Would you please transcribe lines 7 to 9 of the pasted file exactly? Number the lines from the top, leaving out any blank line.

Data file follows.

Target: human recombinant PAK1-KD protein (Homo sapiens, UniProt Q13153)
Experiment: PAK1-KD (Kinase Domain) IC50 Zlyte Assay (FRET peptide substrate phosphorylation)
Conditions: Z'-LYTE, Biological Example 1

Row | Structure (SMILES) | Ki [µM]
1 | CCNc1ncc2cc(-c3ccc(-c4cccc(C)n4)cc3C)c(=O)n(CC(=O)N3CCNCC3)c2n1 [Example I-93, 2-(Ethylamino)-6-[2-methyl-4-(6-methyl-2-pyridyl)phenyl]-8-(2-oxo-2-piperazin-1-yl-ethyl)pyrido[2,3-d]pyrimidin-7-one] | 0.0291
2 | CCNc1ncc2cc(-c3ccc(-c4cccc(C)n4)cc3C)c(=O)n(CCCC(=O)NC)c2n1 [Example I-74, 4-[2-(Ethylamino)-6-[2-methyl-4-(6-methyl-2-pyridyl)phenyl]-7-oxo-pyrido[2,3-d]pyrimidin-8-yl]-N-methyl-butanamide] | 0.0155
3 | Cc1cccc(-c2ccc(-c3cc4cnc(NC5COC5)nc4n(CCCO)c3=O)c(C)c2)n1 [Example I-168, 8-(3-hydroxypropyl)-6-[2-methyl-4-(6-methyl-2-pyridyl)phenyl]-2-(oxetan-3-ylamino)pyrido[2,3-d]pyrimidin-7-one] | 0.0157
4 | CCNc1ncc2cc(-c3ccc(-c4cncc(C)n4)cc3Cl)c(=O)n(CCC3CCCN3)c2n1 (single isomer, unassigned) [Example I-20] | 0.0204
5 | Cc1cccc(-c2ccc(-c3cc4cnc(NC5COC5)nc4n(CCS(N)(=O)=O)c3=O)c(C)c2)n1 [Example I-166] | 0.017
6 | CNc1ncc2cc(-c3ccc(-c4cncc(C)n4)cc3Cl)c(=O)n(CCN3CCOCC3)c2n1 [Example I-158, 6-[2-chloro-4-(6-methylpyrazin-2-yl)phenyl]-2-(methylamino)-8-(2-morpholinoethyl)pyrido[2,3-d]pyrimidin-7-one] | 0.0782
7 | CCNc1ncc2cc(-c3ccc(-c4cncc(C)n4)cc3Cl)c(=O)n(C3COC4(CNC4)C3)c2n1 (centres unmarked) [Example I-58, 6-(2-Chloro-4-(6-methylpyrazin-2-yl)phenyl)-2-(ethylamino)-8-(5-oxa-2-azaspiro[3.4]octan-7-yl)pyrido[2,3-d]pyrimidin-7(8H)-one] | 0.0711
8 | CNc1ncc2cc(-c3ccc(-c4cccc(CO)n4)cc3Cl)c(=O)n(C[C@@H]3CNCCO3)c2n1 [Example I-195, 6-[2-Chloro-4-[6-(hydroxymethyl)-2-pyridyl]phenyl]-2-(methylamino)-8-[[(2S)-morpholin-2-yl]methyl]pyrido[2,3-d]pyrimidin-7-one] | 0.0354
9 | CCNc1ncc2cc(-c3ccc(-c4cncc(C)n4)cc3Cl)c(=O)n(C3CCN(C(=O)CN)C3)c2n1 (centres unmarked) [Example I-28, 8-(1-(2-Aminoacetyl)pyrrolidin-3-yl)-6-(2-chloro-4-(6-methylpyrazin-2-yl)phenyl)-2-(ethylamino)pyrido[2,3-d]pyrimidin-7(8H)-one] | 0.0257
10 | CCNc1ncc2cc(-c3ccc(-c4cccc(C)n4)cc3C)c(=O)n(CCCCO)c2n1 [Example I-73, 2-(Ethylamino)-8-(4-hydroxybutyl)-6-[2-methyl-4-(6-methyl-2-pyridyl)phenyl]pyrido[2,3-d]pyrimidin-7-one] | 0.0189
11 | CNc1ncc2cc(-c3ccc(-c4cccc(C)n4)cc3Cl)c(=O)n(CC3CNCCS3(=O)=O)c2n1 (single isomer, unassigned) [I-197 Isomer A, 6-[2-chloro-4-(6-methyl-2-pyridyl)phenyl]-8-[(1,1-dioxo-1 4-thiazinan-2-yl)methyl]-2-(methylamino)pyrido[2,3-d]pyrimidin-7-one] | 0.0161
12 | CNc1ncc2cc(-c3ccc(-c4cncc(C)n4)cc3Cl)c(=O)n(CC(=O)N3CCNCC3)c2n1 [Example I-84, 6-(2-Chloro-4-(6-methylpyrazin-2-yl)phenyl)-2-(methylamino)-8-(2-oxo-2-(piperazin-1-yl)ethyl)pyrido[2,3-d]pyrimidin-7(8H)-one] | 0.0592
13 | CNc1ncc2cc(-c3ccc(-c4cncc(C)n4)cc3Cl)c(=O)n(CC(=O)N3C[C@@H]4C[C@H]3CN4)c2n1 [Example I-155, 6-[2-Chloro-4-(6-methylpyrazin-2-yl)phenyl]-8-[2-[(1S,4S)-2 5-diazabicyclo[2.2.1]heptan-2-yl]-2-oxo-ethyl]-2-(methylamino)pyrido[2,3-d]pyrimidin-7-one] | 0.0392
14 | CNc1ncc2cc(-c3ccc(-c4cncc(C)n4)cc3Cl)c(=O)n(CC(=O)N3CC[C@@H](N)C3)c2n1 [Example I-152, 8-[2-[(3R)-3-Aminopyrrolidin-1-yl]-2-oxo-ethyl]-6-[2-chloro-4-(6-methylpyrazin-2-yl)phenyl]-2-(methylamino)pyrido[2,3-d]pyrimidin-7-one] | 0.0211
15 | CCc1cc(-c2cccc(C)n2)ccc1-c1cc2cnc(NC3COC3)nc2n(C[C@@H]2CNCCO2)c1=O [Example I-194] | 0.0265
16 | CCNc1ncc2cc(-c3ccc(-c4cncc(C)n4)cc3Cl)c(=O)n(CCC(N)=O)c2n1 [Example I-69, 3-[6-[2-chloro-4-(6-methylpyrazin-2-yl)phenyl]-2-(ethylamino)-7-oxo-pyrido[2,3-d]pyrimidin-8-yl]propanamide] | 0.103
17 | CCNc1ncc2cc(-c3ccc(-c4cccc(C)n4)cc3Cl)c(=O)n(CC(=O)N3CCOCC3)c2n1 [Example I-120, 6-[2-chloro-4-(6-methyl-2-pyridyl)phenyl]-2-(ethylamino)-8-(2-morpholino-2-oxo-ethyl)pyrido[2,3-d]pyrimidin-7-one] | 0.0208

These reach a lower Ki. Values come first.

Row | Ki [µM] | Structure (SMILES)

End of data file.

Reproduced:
3 | Cc1cccc(-c2ccc(-c3cc4cnc(NC5COC5)nc4n(CCCO)c3=O)c(C)c2)n1 [Example I-168, 8-(3-hydroxypropyl)-6-[2-methyl-4-(6-methyl-2-pyridyl)phenyl]-2-(oxetan-3-ylamino)pyrido[2,3-d]pyrimidin-7-one] | 0.0157
4 | CCNc1ncc2cc(-c3ccc(-c4cncc(C)n4)cc3Cl)c(=O)n(CCC3CCCN3)c2n1 (single isomer, unassigned) [Example I-20] | 0.0204
5 | Cc1cccc(-c2ccc(-c3cc4cnc(NC5COC5)nc4n(CCS(N)(=O)=O)c3=O)c(C)c2)n1 [Example I-166] | 0.017